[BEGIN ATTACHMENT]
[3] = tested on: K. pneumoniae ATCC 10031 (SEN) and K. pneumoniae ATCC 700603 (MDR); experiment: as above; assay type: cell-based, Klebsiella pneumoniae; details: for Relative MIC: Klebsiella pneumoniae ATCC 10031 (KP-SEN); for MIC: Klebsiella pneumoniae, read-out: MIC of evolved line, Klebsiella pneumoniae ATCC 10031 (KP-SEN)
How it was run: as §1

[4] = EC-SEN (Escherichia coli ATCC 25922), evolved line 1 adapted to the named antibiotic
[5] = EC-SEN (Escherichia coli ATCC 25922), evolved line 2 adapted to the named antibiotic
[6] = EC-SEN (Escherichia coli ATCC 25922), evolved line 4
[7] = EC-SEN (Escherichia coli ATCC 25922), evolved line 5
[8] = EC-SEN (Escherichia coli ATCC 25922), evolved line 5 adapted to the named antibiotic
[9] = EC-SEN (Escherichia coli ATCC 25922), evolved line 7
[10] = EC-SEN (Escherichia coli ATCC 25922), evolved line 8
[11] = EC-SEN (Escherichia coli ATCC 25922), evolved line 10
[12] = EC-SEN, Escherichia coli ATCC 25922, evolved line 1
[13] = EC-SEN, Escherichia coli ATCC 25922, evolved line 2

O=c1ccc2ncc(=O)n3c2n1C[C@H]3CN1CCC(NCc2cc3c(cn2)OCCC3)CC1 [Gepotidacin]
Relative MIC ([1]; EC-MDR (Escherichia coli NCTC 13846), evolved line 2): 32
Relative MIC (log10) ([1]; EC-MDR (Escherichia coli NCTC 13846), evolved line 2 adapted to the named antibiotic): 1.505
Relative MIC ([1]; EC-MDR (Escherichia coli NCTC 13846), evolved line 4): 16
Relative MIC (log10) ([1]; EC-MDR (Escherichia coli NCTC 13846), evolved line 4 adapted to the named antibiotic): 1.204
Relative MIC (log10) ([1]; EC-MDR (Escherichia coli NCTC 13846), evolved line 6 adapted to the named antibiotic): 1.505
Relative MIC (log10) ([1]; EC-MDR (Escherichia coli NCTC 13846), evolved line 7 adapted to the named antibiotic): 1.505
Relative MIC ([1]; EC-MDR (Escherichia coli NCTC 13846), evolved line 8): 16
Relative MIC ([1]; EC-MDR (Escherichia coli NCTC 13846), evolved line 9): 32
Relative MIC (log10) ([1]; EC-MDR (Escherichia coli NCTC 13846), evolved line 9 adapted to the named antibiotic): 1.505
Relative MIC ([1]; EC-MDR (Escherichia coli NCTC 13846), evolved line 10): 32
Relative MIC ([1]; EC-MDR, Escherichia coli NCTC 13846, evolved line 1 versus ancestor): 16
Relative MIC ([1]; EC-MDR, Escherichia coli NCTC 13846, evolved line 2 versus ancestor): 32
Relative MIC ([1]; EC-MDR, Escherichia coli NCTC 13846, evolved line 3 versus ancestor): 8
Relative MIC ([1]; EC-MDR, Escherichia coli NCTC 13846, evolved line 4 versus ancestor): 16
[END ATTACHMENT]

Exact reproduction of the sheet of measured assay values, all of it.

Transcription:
[3] = tested on: K. pneumoniae ATCC 10031 (SEN) and K. pneumoniae ATCC 700603 (MDR); experiment: as above; assay type: cell-based, Klebsiella pneumoniae; details: for Relative MIC: Klebsiella pneumoniae ATCC 10031 (KP-SEN); for MIC: Klebsiella pneumoniae, read-out: MIC of evolved line, Klebsiella pneumoniae ATCC 10031 (KP-SEN)
How it was run: as §1

[4] = EC-SEN (Escherichia coli ATCC 25922), evolved line 1 adapted to the named antibiotic
[5] = EC-SEN (Escherichia coli ATCC 25922), evolved line 2 adapted to the named antibiotic
[6] = EC-SEN (Escherichia coli ATCC 25922), evolved line 4
[7] = EC-SEN (Escherichia coli ATCC 25922), evolved line 5
[8] = EC-SEN (Escherichia coli ATCC 25922), evolved line 5 adapted to the named antibiotic
[9] = EC-SEN (Escherichia coli ATCC 25922), evolved line 7
[10] = EC-SEN (Escherichia coli ATCC 25922), evolved line 8
[11] = EC-SEN (Escherichia coli ATCC 25922), evolved line 10
[12] = EC-SEN, Escherichia coli ATCC 25922, evolved line 1
[13] = EC-SEN, Escherichia coli ATCC 25922, evolved line 2

O=c1ccc2ncc(=O)n3c2n1C[C@H]3CN1CCC(NCc2cc3c(cn2)OCCC3)CC1 [Gepotidacin]
Relative MIC ([1]; EC-MDR (Escherichia coli NCTC 13846), evolved line 2): 32
Relative MIC (log10) ([1]; EC-MDR (Escherichia coli NCTC 13846), evolved line 2 adapted to the named antibiotic): 1.505
Relative MIC ([1]; EC-MDR (Escherichia coli NCTC 13846), evolved line 4): 16
Relative MIC (log10) ([1]; EC-MDR (Escherichia coli NCTC 13846), evolved line 4 adapted to the named antibiotic): 1.204
Relative MIC (log10) ([1]; EC-MDR (Escherichia coli NCTC 13846), evolved line 6 adapted to the named antibiotic): 1.505
Relative MIC (log10) ([1]; EC-MDR (Escherichia coli NCTC 13846), evolved line 7 adapted to the named antibiotic): 1.505
Relative MIC ([1]; EC-MDR (Escherichia coli NCTC 13846), evolved line 8): 16
Relative MIC ([1]; EC-MDR (Escherichia coli NCTC 13846), evolved line 9): 32
Relative MIC (log10) ([1]; EC-MDR (Escherichia coli NCTC 13846), evolved line 9 adapted to the named antibiotic): 1.505
Relative MIC ([1]; EC-MDR (Escherichia coli NCTC 13846), evolved line 10): 32
Relative MIC ([1]; EC-MDR, Escherichia coli NCTC 13846, evolved line 1 versus ancestor): 16
Relative MIC ([1]; EC-MDR, Escherichia coli NCTC 13846, evolved line 2 versus ancestor): 32
Relative MIC ([1]; EC-MDR, Escherichia coli NCTC 13846, evolved line 3 versus ancestor): 8
Relative MIC ([1]; EC-MDR, Escherichia coli NCTC 13846, evolved line 4 versus ancestor): 16